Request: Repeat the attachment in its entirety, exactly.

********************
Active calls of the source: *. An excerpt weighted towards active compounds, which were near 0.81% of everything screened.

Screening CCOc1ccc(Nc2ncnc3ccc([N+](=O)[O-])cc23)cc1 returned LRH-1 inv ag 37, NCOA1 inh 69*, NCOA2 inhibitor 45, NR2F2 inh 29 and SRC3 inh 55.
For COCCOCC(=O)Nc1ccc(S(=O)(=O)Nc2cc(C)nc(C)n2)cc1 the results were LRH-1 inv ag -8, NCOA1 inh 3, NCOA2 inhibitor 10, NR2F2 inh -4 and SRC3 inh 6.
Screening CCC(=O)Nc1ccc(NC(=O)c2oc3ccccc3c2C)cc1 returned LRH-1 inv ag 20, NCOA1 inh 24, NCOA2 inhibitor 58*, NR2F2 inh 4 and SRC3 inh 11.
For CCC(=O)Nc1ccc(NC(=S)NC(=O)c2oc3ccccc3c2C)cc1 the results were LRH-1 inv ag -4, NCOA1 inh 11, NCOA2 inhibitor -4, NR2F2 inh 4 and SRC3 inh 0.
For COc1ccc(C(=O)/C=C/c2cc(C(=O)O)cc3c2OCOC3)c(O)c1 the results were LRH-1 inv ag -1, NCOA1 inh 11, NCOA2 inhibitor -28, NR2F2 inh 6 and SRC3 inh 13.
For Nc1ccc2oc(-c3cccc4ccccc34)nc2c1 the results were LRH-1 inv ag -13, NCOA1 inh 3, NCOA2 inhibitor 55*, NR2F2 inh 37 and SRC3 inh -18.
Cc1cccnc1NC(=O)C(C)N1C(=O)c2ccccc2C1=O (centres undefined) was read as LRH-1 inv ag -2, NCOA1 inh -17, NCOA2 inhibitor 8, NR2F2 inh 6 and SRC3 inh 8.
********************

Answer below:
Active calls of the source: *. An excerpt weighted towards active compounds, which were near 0.81% of everything screened.

Screening CCOc1ccc(Nc2ncnc3ccc([N+](=O)[O-])cc23)cc1 returned LRH-1 inv ag 37, NCOA1 inh 69*, NCOA2 inhibitor 45, NR2F2 inh 29 and SRC3 inh 55.
For COCCOCC(=O)Nc1ccc(S(=O)(=O)Nc2cc(C)nc(C)n2)cc1 the results were LRH-1 inv ag -8, NCOA1 inh 3, NCOA2 inhibitor 10, NR2F2 inh -4 and SRC3 inh 6.
Screening CCC(=O)Nc1ccc(NC(=O)c2oc3ccccc3c2C)cc1 returned LRH-1 inv ag 20, NCOA1 inh 24, NCOA2 inhibitor 58*, NR2F2 inh 4 and SRC3 inh 11.
For CCC(=O)Nc1ccc(NC(=S)NC(=O)c2oc3ccccc3c2C)cc1 the results were LRH-1 inv ag -4, NCOA1 inh 11, NCOA2 inhibitor -4, NR2F2 inh 4 and SRC3 inh 0.
For COc1ccc(C(=O)/C=C/c2cc(C(=O)O)cc3c2OCOC3)c(O)c1 the results were LRH-1 inv ag -1, NCOA1 inh 11, NCOA2 inhibitor -28, NR2F2 inh 6 and SRC3 inh 13.
For Nc1ccc2oc(-c3cccc4ccccc34)nc2c1 the results were LRH-1 inv ag -13, NCOA1 inh 3, NCOA2 inhibitor 55*, NR2F2 inh 37 and SRC3 inh -18.
Cc1cccnc1NC(=O)C(C)N1C(=O)c2ccccc2C1=O (centres undefined) was read as LRH-1 inv ag -2, NCOA1 inh -17, NCOA2 inhibitor 8, NR2F2 inh 6 and SRC3 inh 8.